Austrian school

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Austrian School

A school of economics that argues that human behavior is so complex it is extremely difficult or impossible to model. For that reason, it promotes deductive, as opposed to inductive, reasoning in its analysis. It is an extremely individualist school, advocating laissez faire policies and opposing all or nearly all government interventions in the economy. The Austrian School, and particularly its rejection of modeling, has faced criticism from both right- and left-leaning economists. It is so named because most of its founders were born in or around Austria. See also: Ludwig von Mises.

Austrian school

a group of late 19th-century economists at the University of Vienna who established and developed a particular line of theoretical reasoning. The tradition originated with Professor Carl Menger who argued against the classical theories of value, which emphasized PRODUCTION and SUPPLY. Instead, he initiated the ‘subjectivist revolution’, reasoning that the value of a good was not derived from its cost but from the pleasure, or UTILITY, that the CONSUMER can derive from it. This type of reasoning led to the MARGINAL UTILITY theory of value whereby successive increments of a commodity yield DIMINISHING MARGINAL UTILITY.

Friedrich von Wieser developed the tradition further, being credited with introducing the economic concept of OPPORTUNITY COST. Eugen von Böhm-Bawerk helped to develop the theory of INTEREST and CAPITAL, arguing that the price paid for the use of capital is dependent upon consumers’ demand for present CONSUMPTION relative to future consumption. Ludwig von Mises and Friedrich von Hayek subsequently continued the tradition established by Carl Menger et al. See also CLASSICAL ECONOMICS.

References in periodicals archive ?
A Critique of Neoclassical and Austrian Monopoly Theory, in New Directions in Austrian Economics.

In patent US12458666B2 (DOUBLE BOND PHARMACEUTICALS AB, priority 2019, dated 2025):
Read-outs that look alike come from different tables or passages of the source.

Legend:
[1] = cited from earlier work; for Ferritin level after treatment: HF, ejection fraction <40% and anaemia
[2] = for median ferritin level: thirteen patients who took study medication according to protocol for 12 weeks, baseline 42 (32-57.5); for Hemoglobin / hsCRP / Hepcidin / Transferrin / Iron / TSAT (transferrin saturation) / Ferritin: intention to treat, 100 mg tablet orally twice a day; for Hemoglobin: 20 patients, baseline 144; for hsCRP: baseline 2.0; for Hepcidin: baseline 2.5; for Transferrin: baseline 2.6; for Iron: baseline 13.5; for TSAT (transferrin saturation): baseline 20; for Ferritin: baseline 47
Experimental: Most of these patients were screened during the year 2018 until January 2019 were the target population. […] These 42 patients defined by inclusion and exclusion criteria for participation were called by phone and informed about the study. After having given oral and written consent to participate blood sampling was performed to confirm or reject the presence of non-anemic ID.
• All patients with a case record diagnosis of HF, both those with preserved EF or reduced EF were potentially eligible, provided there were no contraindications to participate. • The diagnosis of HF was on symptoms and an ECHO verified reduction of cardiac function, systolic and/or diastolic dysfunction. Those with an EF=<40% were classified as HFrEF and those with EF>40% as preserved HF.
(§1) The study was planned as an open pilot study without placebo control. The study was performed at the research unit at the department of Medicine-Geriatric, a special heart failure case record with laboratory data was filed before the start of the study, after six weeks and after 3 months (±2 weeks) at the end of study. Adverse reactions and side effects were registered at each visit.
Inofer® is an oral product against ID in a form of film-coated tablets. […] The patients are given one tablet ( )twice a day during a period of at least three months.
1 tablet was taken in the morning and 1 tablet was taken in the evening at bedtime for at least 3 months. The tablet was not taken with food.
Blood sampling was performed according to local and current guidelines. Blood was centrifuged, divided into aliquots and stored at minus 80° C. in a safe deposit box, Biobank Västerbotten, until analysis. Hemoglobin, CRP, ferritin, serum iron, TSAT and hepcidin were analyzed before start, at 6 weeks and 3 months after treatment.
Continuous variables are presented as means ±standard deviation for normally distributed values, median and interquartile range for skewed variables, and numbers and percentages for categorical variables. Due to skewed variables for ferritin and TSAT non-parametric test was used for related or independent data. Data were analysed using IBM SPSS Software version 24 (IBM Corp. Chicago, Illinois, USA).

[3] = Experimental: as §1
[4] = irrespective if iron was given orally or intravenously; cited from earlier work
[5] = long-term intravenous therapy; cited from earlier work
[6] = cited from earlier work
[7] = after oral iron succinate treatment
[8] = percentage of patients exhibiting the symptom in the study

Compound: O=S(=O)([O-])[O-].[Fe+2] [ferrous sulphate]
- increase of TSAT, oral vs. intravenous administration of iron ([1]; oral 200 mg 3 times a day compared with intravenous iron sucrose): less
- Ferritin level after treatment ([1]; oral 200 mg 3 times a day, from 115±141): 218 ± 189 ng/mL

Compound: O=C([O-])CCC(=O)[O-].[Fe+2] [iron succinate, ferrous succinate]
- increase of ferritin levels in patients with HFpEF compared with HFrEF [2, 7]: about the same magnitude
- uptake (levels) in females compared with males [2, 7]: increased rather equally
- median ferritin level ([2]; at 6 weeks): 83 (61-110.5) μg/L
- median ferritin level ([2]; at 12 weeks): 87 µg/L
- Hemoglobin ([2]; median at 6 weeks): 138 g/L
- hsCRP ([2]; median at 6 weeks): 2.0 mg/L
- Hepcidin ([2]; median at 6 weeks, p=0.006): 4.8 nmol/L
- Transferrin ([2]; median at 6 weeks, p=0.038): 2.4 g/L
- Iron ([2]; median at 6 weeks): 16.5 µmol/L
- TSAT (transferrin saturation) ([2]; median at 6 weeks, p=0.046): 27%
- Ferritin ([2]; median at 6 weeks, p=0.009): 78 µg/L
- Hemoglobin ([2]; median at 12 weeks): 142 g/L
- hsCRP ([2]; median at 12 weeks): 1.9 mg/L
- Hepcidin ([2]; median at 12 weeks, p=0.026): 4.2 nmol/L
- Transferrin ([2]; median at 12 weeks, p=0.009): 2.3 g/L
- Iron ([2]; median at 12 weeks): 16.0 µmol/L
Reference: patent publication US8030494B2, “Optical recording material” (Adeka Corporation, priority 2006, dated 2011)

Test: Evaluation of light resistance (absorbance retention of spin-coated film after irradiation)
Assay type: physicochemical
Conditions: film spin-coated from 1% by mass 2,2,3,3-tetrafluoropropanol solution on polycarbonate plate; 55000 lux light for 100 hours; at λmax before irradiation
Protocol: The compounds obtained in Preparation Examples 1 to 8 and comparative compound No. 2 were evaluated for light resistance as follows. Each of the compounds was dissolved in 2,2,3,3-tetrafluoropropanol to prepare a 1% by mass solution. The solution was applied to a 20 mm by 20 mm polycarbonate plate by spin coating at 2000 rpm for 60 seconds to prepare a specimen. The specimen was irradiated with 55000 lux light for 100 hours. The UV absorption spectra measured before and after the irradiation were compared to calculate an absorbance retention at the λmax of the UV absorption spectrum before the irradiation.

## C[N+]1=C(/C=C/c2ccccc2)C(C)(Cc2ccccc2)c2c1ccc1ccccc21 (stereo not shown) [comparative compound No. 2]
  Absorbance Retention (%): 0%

I was expecting an interview on Austrian economics.
This paper synthesizes the frameworks and methodologies of Historical Archaeology and Austrian Economics in an effort to combat historical essentialisms.
But in the intervening decade, Austrian economics in general and Hayek's work in particular have experienced a newfound, if sometimes grudging, respect.
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Austrian economics is a disequilibrium-based understanding of how firms interact in markets.
Nodding to Austrian economics, Fukuyama maintains that the disciplines engendered by a system of free choice work to extend the predisposition of the species toward social capital formation.
T]here is no Austrian economics - only good economics, and bad economics.
THE Austrian Economics Minister has called off the operation to rescue ten men trapped in a mine by a mudslide after the previous attempt ended in failure, despite rescuers working around the clock for four weeks.
by Hoover visiting fellow Hans Halbheer, CBE and Member, Advisory Council, Swiss American Foundation; "Sweden: from Neutrality to Military Non-Alignment" by Tomas Rosander, Swedish Consul General in Los Angeles; "Still a Powder Keg: The European South East" by Erhard Busek, Special Coordinator, Stability Pact for South Eastern Europe; and "Friedrich Von Hayek's Efforts to Rejuvenate Austrian Economics, 1945-1955" by Hoover research fellow Kurt Leube.
The book's introduction provides a significant discussion of the function and importance of Austrian economics in the study of the humanities.
He questions the optimization approach as a suitable candidate, and he will throughout the book reject Humean and Kantian philosophy as well as Austrian economics.

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